The first time Edward Abraham went snow-camping with his Venturing crew, he knew he was in the right program.
Years later, the current Western Region Venturing President is poised to become the top youth leader of Venturing, the BSA’s life-changing program for young men and young women who are at least 14 (or 13 and done with the eighth grade) but not yet 21.
Edward takes over as National Venturing President on June 1. He will succeed Maddie Culwell.
Edward is an Eagle Scout and Venturing Silver Award recipient. He has staffed National Advanced Youth Leadership Training (NAYLE). He has traveled more than 25,000 miles as Western Region Venturing President. He works at REI.
Even with all of those commitments, he somehow has time to be a college student, too. He attends San Jose State University and is pursuing a degree in mechanical engineering.
I caught up with Edward by email to learn more about him and his vision for Venturing in 2015, 2016 and beyond.
He explains what a National Venturing President does, how Venturers are handling recent changes to the program and what he feels is the biggest misconception about Venturing.
Bryan Wendell: How long have you been in Scouting?
Edward Abraham: I have been involved with Scouting ever since I was 7. I actually became a Cub Scout while living in Hong Kong, thanks to Direct Service BSA.
BW: What’s one Scouting place you haven’t yet been to that you’re dying to see?
EA: I’ve always wanted to go to Northern Tier. From all of the photos and stories my friends have shared with me, why wouldn’t I want to go canoeing in such a beautiful place?
BW: What exactly does a National Venturing President do?
EA: The National Venturing President represents Venturing at national meetings and attends Venturing events across the nation, when invited. The most important job of the National Venturing President is to support and aid the regions in their efforts to train Venturers and advisors in councils to start Council Venturing Officers’ Associations.
BW: You’re about to be the face of Venturing. What does that mean to you?
EA: To be the face of Venturing means to be authentic to the values of the program. It also means to be a role model in order to inspire youth inside and outside of the program
BW: You’re currently serving as Western Region Venturing President. What have you learned in that role?
EA: The Western Region is geographically huge, and as the Western Region Venturing President, I’ve learned how to communicate and successfully work with individuals from different corners of the region. I’ve also been able to experience and see how Venturing is different across the region through my travels and interactions with youth. These skills and experiences are things that I will definitely bring to the National Venturing Youth Cabinet next term.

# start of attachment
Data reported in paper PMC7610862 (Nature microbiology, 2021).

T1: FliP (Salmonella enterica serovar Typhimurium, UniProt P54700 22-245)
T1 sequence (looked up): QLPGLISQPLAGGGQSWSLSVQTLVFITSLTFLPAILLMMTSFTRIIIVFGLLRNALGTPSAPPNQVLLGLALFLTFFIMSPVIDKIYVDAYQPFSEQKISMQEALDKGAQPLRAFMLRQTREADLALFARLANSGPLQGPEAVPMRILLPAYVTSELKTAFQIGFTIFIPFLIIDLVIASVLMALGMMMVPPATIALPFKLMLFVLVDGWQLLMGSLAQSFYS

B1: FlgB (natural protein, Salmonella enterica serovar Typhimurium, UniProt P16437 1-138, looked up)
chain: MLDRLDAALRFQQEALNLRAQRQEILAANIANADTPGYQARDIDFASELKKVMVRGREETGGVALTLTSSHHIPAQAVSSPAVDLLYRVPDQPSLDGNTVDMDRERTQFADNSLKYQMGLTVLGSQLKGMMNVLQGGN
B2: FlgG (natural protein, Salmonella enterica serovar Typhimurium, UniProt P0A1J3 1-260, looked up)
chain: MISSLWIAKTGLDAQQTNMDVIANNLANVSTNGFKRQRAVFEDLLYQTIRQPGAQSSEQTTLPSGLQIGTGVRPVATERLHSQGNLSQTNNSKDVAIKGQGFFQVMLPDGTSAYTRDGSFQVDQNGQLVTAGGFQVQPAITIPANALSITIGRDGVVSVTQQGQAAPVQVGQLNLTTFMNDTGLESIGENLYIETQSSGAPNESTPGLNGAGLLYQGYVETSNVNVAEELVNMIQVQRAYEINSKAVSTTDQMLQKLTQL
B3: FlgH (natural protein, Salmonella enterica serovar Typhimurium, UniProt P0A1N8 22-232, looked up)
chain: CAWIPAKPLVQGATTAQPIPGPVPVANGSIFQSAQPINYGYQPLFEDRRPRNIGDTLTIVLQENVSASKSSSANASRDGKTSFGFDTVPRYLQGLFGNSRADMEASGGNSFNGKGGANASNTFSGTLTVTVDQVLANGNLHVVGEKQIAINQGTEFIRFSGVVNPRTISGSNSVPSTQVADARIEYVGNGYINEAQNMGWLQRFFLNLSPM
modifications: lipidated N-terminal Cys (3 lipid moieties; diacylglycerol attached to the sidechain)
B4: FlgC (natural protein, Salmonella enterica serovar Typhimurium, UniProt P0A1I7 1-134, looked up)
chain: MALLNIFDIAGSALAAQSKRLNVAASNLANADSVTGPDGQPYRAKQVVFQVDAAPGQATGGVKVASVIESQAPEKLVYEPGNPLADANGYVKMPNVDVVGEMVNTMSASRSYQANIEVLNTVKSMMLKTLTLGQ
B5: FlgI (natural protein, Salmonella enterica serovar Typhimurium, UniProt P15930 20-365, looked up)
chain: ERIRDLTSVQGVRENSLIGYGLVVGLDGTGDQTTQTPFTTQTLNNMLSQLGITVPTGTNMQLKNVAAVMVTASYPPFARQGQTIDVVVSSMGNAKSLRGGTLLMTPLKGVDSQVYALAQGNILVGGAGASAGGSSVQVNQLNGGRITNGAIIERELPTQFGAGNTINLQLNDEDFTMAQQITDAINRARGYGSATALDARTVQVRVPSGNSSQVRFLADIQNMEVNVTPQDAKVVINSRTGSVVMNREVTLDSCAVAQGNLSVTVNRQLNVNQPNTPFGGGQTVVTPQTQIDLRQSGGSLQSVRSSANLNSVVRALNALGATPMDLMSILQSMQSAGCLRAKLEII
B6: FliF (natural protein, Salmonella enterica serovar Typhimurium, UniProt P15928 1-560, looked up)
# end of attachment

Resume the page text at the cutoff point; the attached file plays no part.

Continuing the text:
BW: Some new Scouting families might not be familiar with Venturing. How would you explain the program to them in 10 words or fewer?
EA: It’s for youth to discover and lead their own adventures.
BW: 10 exactly! I like it. What does Venturing offer a young man or young woman they can’t get anywhere else?
EA: Venturing is the only program that I know of that has such a high emphasis on being youth driven and youth run. Not only do youth in the program get to become leaders, but also they are able to strive to try new things.
BW: Where would you like to see Venturing at the end of your term? What about five years from now?
EA: At the end of my term, I would love to see that every single area in the nation has active and running Area Venturing Officers’ Associations. In five years, I’d like to see Venturing with positive membership growth and stable Council Venturing Officers’ Associations across the nation.
BW: What’s the biggest misconception about Venturing? How can we reverse it?
EA: A misconception that I hear too much about Venturing is that it takes boys away from troops. For a couple of years I was an active Boy Scout and Venturer, and the skills and leadership that I learned from Venturing motivated me to be a mentor to the youth in my troop until I aged out. The way to change this is to successfully communicate with the other programs in the BSA.
BW: What do you think of the new Venturing awards program?
EA: I am a huge fan of the new Venturing awards program because the awards reflect the growth and maturity of a Venturer from when they first join the crew to when they age out. From participation to mentoring and being a servant leader, the new awards program should be something that all Venturers strive to accomplish.
BW: Last year, Venturing adopted the Scout Oath and Scout Law. How are crews adjusting to the change?
EA: From my travels this past year across the Western Region and even different parts of the country, I’ve seen crews are adjusting quite well to this change. Being unified with the other programs in the BSA is something that I see very important.
BW: And finally, what’s your favorite part about Venturing?
EA: My favorite part of Venturing is the endless opportunities that it has given me and will continue to give me in the future. I’ve tried new outdoor adventures and learned how to become a better servant leader. Venturing always has something new to teach me.
Hat tip: Thanks to Brian Gray, the BSA’s outdoor program coordinator, for the details. And of course to Edward for the interview.